My problem has been that, although I've had terrific publishers, sometimes they've fallen way behind on sending statements. However, when I do get one, it always shows I have not yet made enough sales through them to defray their expenses. (I do a lot of my own sales.) So, they're not cheating me out of anything except knowing how far I still am below zero.

    When it comes to newspapers and magazines, I've rarely had problems getting paid. Of course, that process does not require complex royalty calculations.

    My most reliable income comes from editing, ghostwriting, and coaching clients. With them, I require a retainer to establish a payment history, then I send invoices and they send checks. No problem.

  7. Yeah, it sounds like the retainer system is a good idea when you do work for hire. I just gave my attorney $2000, and they draw from that as they do work for me. Good enough for them, good enough for anyone. It's the professional way.

  8. When I set up my website more than a decade ago, I didn't have many options for receiving payments, so I went with the simplest: a PayPal buy button for payment up front. I still promote this option by offering a small discount for full payment in advance. (The only problem is that I usually spend the money faster than I complete the job, so I'm often working hard for no (more) pay. But that's the nature of bills, of course.)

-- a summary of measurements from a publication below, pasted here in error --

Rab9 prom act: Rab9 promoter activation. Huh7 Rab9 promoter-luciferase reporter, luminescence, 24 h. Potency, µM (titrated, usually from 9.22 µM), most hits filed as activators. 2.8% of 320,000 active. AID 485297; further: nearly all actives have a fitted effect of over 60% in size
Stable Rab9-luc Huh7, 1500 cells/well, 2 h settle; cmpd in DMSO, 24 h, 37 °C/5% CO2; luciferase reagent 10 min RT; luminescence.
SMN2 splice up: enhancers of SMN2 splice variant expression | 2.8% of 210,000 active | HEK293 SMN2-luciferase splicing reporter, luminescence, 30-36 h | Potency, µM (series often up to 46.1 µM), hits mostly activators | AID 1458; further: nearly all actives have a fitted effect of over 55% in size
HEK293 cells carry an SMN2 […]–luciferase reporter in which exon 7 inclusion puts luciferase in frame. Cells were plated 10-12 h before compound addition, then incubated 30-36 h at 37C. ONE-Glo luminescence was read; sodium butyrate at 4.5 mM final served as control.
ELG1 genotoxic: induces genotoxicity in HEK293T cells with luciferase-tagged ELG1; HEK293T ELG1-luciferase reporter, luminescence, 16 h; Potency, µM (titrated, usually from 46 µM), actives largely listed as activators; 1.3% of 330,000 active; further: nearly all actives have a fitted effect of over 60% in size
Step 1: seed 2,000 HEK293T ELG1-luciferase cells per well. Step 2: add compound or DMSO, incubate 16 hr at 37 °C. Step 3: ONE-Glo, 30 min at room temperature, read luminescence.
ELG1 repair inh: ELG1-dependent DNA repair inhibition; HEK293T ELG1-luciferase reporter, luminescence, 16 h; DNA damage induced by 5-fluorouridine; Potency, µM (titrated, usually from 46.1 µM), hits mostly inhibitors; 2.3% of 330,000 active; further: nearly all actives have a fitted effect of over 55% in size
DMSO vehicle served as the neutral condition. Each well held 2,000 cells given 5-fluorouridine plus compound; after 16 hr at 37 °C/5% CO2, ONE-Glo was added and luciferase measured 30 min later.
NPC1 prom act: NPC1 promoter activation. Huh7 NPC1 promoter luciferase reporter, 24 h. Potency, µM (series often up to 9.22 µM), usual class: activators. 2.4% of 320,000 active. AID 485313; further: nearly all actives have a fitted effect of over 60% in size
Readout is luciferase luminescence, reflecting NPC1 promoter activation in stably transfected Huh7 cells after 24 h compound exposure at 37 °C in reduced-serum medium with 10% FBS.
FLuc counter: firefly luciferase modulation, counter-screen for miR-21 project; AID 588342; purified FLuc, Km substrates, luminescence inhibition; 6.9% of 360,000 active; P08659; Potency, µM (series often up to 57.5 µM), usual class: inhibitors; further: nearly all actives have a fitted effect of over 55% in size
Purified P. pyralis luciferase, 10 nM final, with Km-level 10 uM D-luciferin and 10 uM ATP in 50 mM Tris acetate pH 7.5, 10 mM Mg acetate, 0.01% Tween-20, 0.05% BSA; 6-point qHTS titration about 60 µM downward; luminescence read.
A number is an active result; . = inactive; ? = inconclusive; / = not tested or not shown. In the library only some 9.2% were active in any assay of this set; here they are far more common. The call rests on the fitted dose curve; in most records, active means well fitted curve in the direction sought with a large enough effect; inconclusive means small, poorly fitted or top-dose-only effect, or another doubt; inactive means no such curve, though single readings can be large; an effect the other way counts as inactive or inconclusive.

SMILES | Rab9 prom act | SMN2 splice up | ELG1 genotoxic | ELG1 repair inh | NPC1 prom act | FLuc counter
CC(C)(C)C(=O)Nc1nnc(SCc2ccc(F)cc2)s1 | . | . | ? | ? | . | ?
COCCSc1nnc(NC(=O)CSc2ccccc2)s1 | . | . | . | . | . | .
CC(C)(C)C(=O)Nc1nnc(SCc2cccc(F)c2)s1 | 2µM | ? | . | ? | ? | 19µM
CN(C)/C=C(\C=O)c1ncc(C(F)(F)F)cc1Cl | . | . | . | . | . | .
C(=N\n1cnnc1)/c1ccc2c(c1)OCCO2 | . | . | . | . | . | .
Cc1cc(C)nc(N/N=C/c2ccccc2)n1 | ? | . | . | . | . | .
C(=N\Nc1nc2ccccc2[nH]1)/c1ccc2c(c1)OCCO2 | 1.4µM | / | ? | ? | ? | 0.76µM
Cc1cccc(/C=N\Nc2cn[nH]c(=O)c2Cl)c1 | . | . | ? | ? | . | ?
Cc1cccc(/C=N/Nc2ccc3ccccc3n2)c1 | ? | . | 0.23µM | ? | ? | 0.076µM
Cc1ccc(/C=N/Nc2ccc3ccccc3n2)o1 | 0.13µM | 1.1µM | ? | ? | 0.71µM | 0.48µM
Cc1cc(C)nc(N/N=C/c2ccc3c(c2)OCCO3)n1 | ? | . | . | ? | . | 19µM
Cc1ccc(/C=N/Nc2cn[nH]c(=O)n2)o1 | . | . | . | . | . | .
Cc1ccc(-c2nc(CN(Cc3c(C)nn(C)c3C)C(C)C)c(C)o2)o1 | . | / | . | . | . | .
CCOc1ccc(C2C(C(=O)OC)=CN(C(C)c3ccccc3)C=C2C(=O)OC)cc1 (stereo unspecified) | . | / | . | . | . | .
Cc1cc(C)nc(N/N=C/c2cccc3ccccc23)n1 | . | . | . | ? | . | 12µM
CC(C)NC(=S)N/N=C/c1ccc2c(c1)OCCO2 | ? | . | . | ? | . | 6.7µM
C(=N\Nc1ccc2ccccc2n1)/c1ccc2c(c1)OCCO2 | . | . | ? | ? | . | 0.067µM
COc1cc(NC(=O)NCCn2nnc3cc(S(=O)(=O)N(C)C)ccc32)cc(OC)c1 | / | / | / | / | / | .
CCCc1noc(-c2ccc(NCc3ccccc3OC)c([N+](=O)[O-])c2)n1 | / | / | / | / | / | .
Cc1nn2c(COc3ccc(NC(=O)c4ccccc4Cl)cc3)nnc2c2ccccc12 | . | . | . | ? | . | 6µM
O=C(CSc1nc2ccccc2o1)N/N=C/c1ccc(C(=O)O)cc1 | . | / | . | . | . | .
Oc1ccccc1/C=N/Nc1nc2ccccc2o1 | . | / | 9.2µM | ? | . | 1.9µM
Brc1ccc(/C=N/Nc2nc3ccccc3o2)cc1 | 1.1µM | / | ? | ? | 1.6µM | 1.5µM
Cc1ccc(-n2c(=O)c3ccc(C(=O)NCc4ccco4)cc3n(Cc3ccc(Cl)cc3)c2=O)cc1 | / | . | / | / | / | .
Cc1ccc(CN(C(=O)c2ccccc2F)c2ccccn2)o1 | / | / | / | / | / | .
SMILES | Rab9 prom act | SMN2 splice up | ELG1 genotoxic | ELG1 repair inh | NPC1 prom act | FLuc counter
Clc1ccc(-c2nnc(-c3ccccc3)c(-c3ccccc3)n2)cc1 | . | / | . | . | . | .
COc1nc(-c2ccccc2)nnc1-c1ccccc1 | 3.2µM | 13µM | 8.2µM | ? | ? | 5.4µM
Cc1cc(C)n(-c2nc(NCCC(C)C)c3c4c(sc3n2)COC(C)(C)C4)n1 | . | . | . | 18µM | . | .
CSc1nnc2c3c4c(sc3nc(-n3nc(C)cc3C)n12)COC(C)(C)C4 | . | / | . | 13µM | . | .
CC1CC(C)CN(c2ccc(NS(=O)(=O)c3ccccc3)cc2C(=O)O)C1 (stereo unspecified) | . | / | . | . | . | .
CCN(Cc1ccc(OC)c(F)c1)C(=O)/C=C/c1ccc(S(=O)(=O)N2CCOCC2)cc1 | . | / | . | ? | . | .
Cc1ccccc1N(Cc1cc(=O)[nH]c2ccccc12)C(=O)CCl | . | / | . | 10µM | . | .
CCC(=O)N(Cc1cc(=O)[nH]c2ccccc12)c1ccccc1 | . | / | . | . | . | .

9. I usually work through PayPal too. But I find the cost of their service very high. Don't you?

    1. Yes. Maybe it's time to look into the alternatives. Someone want to buy me some time? ;-)

    2. Convenience is a big factor. There's a quote that resonates: "Spend money to save time, because time is money."

    3. There's a way to bypass the fees charged. I use PayPal Me.

  10. I used to do copywriting for a company that thought copywriters were a dime a dozen ... I don't know how they came up with that formula, but they it appears that they were kinda right.

  11. Amazon has been a disappointment to me, since they changed their policies about Prime and Kindle Unlimited books, and count the pages, instead of an amount for the books ordered.

  12. Even when I worked with a small press for my erotic romances, they paid within 60 days. So I guess I've been lucky. I can't complain about Amazon. Without them I wouldn't be published.